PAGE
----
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Read more about the work of the Kerns family, and other water quality successes, in Working For Clean Water, the DNR's annual watershed success story publication.
Jim and Jody Kerns’ belief in conservation and education is as deeply rooted as the trees that protect the banks along their Volga River property.
The couple has farmed their cropland, pasture and timber near Edgewood since 1986, growing their family and serving their community along the way. For almost 20 years, their land has served as a living classroom for Edgewood-Colesburg students and their own six children.
In second grade, each Kerns child named their own grove and had their entire class help them plant all the trees. Even when there’s not a grove to plant, it’s the field trip most second graders (and their parents) look forward to for years. Each year, fifth graders learn how to identify, plant and care for trees. High schoolers taking a quarter-long environmental science course attend class every day on the land. In those two decades, students have recorded improvements in water quality on the property and watched aquatic life and wildlife thrive. Some students have gone into environmental science careers following their experience.
Conservation is at the heart of the family and farm, with land in the Conservation Reserve Program and the Conservation Security Program. The river property is in CRP, prairie, pasture and managed timber. “Ultimately, we’ve kept conservation a priority because we’ve always been mindful of the fact that conservation’s important – period – when you have six kids that are the future,” says Jody. Tree plantings are added often, there are habitat projects, and three acres they’re restoring to savanna.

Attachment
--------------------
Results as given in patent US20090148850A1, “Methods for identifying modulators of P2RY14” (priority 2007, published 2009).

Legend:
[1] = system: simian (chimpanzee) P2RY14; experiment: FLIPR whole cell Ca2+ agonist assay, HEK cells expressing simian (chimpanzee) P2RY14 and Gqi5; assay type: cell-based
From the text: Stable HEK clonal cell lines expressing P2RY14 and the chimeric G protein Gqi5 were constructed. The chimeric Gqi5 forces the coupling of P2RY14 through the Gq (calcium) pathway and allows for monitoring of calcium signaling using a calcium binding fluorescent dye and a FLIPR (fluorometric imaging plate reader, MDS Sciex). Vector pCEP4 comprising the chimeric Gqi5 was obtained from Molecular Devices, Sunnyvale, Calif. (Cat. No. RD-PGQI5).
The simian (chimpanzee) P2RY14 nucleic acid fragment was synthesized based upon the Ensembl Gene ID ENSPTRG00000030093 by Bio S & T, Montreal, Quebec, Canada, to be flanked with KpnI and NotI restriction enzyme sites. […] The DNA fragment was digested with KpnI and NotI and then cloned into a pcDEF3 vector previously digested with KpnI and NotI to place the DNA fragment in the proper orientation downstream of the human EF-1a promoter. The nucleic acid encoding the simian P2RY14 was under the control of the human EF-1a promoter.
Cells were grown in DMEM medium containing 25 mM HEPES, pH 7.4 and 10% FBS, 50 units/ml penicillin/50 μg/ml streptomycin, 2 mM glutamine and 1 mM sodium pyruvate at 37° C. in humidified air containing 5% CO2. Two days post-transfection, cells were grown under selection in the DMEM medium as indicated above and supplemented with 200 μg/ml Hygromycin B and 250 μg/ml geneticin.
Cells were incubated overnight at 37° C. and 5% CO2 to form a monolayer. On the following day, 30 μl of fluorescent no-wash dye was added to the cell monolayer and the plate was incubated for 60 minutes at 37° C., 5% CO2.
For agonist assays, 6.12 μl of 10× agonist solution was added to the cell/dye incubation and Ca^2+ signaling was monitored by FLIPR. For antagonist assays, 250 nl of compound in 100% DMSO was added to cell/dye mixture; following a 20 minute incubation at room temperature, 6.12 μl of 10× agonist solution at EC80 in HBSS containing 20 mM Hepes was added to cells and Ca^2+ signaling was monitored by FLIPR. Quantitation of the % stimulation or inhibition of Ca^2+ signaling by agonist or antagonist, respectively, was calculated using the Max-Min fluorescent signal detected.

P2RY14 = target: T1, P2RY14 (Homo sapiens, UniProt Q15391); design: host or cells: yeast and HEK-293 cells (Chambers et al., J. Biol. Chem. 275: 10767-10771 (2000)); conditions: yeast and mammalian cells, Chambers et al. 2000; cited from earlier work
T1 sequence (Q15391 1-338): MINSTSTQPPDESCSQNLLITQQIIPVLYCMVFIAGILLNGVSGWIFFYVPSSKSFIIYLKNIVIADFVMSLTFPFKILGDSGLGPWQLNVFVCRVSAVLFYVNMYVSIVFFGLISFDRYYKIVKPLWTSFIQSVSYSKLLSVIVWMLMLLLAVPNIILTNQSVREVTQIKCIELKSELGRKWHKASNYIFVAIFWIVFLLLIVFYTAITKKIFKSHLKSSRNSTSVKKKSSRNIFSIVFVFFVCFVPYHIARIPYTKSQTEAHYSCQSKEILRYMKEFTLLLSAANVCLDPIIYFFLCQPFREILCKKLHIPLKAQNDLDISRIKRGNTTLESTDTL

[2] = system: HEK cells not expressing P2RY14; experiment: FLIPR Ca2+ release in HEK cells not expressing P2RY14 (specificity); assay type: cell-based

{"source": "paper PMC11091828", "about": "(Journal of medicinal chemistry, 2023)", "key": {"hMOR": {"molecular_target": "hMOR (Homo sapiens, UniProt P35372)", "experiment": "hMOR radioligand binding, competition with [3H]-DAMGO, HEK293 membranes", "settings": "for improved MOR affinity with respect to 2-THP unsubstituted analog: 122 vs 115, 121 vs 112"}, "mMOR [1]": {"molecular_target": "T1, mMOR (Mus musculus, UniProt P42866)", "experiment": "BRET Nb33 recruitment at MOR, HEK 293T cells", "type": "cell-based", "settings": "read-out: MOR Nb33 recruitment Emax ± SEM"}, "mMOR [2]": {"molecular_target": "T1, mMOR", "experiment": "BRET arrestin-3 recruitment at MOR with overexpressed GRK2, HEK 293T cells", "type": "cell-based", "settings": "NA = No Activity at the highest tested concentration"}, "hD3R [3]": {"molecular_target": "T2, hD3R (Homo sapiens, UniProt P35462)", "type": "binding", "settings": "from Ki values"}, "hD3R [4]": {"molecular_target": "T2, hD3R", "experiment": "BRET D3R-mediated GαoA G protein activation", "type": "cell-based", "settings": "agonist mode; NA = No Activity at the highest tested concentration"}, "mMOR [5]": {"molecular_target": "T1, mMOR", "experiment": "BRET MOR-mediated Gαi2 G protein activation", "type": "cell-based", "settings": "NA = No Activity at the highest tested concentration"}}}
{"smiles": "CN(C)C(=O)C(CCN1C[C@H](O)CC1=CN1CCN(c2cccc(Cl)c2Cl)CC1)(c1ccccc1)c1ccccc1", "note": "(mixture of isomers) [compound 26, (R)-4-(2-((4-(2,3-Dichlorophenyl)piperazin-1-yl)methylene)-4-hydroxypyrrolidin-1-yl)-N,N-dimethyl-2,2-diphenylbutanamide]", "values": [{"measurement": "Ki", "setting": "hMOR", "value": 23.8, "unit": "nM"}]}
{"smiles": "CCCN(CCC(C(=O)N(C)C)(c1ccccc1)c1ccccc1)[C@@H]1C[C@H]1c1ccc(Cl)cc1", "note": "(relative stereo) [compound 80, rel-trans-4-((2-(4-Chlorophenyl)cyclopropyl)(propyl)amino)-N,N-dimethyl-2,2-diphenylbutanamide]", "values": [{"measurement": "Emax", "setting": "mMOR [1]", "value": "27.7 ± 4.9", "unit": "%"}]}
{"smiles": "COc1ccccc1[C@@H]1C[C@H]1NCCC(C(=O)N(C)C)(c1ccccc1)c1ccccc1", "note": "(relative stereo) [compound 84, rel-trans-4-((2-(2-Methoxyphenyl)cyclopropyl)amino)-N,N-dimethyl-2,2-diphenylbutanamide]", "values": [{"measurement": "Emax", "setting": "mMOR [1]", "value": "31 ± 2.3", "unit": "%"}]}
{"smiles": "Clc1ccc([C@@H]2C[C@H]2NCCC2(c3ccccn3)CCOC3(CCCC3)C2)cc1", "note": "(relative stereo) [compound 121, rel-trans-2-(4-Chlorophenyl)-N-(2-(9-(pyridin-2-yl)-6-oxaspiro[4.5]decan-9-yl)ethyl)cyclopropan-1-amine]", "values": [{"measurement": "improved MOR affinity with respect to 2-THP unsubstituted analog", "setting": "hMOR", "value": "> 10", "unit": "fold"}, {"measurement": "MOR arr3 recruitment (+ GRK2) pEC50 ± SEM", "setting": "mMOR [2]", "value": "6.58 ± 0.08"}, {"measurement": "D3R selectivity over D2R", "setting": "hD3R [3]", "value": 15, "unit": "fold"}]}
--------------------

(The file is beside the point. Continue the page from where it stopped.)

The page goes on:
“We’ve enjoyed doing a little more experimenting with the type of tree plantings were doing in terms of species and like to challenge ourselves,” Jim says. “We’ve also done some pollinator plantings and enjoyed the new learning opportunities that came with that in terms of having the opportunity to teach our kids and the students the importance of the pollinators.”
However, the Kerns’ impact expands far past their land. “Their conservation ethic goes beyond their property boundaries through their service on local, regional and statewide boards and committees,” says Iowa state forester Paul Tauke. “Land stewardship and service is not just something that they do – it is something they purposefully weave into the very fabric of their family and their lives.” Other conservation professionals agree.
“Over the years, the Kernses have adopted many diversified soil and water conservation practices,” says Jeff Tisl, a regional basin coordinator for IDALS. “Many were innovative, even to the agency staff assisting them. Undaunted, they took the time to investigate and applied what they learned.”
Maintenance of the tree plantings and other conservation projects has been less of a chore and more of a bonding opportunity, even an investment. “We never lost sight that when we’re out there working, we need to have fun,” Jody says. Jim adds, “we learned to invest in what we like to call our ‘working retirement account.’ We were able to invest in the land, improve and manage the woodlands and land as a long-term investment that can provide us profits through sustainable harvest. Yet this entire time we’ve been able to share this experience with our children, teach them, and always have fun on the land together.”